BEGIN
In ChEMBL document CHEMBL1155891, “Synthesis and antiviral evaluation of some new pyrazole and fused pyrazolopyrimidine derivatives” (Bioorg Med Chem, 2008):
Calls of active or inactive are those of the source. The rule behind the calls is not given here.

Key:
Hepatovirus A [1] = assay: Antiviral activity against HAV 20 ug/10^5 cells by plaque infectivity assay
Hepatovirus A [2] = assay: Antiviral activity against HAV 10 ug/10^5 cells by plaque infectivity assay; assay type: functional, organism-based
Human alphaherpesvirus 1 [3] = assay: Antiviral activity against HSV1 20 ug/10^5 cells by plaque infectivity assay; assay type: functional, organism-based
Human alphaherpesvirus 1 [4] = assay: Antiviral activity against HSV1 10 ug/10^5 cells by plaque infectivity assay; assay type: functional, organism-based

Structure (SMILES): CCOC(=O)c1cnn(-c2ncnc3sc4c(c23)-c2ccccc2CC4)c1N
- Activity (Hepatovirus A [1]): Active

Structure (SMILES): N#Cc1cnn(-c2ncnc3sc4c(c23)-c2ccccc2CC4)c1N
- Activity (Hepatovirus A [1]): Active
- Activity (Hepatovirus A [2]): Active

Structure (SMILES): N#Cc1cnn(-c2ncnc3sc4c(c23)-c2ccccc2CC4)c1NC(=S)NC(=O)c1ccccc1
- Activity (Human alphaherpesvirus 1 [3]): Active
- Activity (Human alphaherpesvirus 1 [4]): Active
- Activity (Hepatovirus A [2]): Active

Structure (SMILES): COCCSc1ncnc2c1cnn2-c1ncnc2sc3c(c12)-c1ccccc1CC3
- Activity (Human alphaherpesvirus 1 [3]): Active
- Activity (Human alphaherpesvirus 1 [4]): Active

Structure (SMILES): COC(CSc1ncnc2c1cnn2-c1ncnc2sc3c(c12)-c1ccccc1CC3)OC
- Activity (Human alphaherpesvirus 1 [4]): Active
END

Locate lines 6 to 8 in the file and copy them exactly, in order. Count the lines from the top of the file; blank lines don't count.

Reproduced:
Human alphaherpesvirus 1 [3] = assay: Antiviral activity against HSV1 20 ug/10^5 cells by plaque infectivity assay; assay type: functional, organism-based
Human alphaherpesvirus 1 [4] = assay: Antiviral activity against HSV1 10 ug/10^5 cells by plaque infectivity assay; assay type: functional, organism-based

Structure (SMILES): CCOC(=O)c1cnn(-c2ncnc3sc4c(c23)-c2ccccc2CC4)c1N